Roman Ingarden

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Roman Ingarden
Witkacy Roman Ingarden 1937.jpg
Portrait of Roman Ingarden by Witkacy
BornFebruary 5, 1893
DiedJune 4, 1970 (aged 77)
Alma mater Lwów University
University of Freiburg
Era 20th-century philosophy
Region Western philosophy
School Phenomenology
Realist phenomenology
Neoplatonism [1]
Main interests
Aesthetics, epistemology, formal ontology

Roman Witold Ingarden ( /ɪnˈɡɑːrdən/ ; February 5, 1893 – June 14, 1970) was a Polish philosopher who worked in phenomenology, ontology and aesthetics.


Before World War II, Ingarden published his works mainly in the German language. During the war, he switched to Polish, and as a result his major works in ontology went largely unnoticed by the wider world philosophical community.


Ingarden was born in Kraków, Austria-Hungary, on February 5, 1893. He first studied mathematics and philosophy at the Lwów University under Kazimierz Twardowski, then moved to Göttingen to study philosophy under Edmund Husserl. He was considered by Husserl to be one of his best students and accompanied Husserl to the University of Freiburg, where in 1918 Ingarden submitted his doctoral dissertation with Husserl as director. [3] The title of his thesis was Intuition und Intellekt bei Henri Bergson ("Intuition and Intellect in Henri Bergson").

Ingarden then returned to Poland, where he spent his academic career after obtaining his doctorate. For a long period he had to support himself by secondary-school teaching. In 1925 he submitted his Habilitationschrift , Essentiale Fragen ("Essential Questions"), to Kazimierz Twardowski at Lwów University. This thesis was noticed by the English-speaking philosophical community. [4] In 1933 the University promoted him to professor. He became well known for his work on The Literary Work of Art [3] (Das literarische Kunstwerk. Eine Untersuchung aus dem Grenzgebiet der Ontologie, Logik und Literaturwissenschaft, 1931).

From 1939 to 1941 during the Soviet occupation of Lwów he continued his university activity. After the Operation Barbarossa 1941 under the German occupation Ingarden secretly taught students mathematics and philosophy. After his house was bombed, he continued work on his book, The Controversy over the Existence of the World. [3]

Ingarden became a professor at Nicolaus Copernicus University in Toruń in 1945 shortly after the war, but was banned in 1946 because of the Communist government. He then moved to the Jagiellonian University in Kraków, where he was offered a position. In 1949, however, he was banned from teaching due to his alleged idealism, supposedly being an "enemy of materialism". In 1957 he was reappointed at the Jagiellonian University after the ban was lifted, and so he went on to teach, write and publish. Ingarden died on June 14, 1970 as a result of a cerebral hemorrhage. [3]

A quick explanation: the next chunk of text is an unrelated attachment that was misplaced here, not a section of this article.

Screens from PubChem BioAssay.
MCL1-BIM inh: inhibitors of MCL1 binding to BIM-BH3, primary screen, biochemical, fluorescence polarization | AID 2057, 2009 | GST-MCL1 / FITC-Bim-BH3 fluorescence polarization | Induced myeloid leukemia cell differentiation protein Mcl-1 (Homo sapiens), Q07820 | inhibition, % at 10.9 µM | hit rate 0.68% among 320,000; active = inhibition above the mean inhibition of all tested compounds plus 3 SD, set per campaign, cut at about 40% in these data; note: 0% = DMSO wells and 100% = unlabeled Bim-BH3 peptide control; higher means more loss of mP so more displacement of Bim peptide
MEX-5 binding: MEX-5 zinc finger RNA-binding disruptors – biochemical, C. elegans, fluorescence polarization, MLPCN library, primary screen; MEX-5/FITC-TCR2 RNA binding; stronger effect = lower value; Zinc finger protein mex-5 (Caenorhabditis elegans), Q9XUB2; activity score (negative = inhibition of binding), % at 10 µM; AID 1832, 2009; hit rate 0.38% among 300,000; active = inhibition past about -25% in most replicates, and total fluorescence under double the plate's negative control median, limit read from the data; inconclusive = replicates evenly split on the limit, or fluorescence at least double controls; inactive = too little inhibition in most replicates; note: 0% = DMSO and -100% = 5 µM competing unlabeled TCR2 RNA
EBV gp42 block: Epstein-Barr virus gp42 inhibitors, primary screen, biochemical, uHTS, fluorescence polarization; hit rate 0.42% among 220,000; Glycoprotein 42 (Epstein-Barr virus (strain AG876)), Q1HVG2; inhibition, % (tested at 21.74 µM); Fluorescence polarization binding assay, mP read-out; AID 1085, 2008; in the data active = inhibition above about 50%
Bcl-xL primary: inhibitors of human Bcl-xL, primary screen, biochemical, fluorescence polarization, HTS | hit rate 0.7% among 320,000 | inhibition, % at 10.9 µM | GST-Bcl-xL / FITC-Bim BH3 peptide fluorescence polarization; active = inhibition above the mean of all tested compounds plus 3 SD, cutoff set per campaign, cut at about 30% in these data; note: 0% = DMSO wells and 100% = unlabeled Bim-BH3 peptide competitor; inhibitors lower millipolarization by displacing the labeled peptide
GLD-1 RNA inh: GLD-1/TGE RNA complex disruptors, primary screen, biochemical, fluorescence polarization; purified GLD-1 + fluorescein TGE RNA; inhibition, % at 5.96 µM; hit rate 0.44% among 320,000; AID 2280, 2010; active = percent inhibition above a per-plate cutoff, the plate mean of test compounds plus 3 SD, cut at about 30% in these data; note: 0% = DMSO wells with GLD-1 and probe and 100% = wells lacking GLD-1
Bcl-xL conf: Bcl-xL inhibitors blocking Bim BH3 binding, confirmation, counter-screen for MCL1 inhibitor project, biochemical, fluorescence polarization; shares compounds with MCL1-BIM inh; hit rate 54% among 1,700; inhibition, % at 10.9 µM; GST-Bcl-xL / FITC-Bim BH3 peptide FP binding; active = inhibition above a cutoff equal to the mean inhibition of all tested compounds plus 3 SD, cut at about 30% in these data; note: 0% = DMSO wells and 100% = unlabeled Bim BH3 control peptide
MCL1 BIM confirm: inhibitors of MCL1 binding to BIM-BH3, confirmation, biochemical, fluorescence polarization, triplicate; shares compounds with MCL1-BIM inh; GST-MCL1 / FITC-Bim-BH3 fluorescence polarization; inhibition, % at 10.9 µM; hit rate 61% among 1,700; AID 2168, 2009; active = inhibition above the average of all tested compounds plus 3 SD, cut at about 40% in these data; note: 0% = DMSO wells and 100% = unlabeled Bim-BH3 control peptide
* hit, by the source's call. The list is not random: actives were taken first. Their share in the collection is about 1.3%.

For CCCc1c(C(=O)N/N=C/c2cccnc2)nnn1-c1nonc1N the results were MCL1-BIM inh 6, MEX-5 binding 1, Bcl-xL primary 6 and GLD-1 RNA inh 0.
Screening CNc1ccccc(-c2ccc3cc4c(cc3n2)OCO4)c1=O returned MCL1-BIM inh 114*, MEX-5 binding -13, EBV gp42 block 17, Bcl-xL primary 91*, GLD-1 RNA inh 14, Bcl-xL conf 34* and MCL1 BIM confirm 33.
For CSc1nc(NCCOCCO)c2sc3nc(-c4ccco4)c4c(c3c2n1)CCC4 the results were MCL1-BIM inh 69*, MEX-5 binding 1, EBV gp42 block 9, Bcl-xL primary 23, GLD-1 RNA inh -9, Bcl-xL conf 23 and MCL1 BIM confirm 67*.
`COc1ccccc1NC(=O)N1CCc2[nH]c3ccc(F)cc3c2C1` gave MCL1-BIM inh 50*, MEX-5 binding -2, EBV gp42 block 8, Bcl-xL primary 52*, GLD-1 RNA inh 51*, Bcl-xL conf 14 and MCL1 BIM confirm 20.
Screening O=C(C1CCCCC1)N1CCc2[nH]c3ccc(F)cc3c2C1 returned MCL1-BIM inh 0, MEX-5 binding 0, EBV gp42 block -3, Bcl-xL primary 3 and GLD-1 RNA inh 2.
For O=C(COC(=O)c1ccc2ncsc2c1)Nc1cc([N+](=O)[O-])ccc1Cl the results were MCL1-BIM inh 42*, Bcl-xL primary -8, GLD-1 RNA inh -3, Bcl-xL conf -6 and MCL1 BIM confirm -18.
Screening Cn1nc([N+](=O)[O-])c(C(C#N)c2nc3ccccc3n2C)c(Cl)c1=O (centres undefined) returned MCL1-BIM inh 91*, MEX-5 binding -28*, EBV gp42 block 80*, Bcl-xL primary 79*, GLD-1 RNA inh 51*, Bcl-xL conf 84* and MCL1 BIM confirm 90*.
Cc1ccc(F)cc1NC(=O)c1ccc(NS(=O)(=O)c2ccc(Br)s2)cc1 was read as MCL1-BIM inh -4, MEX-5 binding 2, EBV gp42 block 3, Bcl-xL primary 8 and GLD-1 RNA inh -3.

Ingarden was a realist phenomenologist, and thus did not accept Husserl's transcendental idealism. His training was phenomenological; nonetheless, his work as a whole was directed towards ontology. That is why[ citation needed ] Ingarden is one of the most renowned phenomenological ontologists, as he strove to describe the ontological structure and state of being of various objects based on the essential features of any experience that could provide such knowledge.

The best known works of Ingarden, and the only ones widely known to English-speaking readers, concern aesthetics and literature. The exclusive focus on Ingarden's work in aesthetics does not reflect Ingarden's overall philosophical standpoint, which is focused on the ideas regarding formal, existential and material ontology set forth in his Controversy over the Existence of the World.

Main works in German

Main works in Polish

Main works translated into English

See also

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  1. ]]
  2. Wolfgang Huemer, "Husserl's critique of psychologism and his relation to the Brentano school", in: Arkadiusz Chrudzimski and Wolfgang Huemer (eds.), Phenomenology and Analysis: Essays on Central European Philosophy, Walter de Gruyter, 2004, p. 210.
  3. 1 2 3 4 "Roman Ingarden (Stanford Encyclopedia of Philosophy)" . Retrieved 2015-12-04.
  4. See the review by Gilbert Ryle, Mind, 36, 1927, pp. 366–370.

Further reading